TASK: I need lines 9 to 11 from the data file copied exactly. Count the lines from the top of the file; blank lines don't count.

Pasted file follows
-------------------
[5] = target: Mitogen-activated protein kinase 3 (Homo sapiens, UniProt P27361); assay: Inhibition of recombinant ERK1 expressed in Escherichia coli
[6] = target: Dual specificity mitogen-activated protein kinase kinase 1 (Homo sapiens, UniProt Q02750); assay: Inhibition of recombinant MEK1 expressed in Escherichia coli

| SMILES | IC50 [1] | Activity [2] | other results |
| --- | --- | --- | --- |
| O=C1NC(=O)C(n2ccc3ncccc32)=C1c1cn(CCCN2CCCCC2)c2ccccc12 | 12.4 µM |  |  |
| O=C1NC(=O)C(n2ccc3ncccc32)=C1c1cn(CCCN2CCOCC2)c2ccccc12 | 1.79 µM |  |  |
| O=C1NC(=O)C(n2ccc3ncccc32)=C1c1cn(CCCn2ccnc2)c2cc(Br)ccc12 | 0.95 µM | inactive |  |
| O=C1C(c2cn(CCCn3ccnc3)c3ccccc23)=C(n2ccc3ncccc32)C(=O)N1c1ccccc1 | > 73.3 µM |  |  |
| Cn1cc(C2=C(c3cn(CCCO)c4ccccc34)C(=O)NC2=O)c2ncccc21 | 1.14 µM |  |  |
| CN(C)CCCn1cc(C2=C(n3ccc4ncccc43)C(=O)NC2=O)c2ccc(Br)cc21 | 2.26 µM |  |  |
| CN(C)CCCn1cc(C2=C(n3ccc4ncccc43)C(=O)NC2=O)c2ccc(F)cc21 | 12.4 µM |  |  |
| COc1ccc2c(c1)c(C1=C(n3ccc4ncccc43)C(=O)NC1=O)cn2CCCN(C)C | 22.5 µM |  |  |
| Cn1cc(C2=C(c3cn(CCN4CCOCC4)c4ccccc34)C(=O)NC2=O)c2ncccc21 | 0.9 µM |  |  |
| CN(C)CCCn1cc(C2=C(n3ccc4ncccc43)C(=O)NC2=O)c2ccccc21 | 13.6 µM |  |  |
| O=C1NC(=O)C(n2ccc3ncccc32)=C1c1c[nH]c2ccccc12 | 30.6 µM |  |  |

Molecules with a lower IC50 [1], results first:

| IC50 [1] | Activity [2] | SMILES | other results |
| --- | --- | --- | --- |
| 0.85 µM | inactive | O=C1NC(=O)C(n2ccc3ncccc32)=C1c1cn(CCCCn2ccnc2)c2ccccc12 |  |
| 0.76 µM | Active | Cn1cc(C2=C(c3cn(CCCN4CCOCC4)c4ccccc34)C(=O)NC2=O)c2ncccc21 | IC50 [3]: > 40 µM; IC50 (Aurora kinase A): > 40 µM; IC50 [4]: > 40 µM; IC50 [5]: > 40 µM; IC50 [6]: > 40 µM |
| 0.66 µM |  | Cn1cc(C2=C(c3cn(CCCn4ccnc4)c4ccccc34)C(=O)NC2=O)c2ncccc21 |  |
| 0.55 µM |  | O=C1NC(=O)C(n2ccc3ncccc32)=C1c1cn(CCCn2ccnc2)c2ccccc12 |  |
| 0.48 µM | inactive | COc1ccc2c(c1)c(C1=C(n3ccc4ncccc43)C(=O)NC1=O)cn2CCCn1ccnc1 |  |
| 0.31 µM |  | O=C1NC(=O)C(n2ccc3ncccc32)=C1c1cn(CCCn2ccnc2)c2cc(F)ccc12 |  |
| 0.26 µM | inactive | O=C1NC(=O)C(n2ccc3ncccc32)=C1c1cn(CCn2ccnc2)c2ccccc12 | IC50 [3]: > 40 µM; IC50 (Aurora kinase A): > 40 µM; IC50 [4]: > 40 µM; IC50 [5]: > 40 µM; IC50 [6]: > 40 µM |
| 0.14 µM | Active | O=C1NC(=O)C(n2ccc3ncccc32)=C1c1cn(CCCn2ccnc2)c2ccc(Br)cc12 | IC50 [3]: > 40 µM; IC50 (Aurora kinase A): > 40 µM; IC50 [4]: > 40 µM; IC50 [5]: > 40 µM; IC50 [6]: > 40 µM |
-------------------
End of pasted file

| Cn1cc(C2=C(c3cn(CCCO)c4ccccc34)C(=O)NC2=O)c2ncccc21 | 1.14 µM |  |  |
| CN(C)CCCn1cc(C2=C(n3ccc4ncccc43)C(=O)NC2=O)c2ccc(Br)cc21 | 2.26 µM |  |  |
| CN(C)CCCn1cc(C2=C(n3ccc4ncccc43)C(=O)NC2=O)c2ccc(F)cc21 | 12.4 µM |  |  |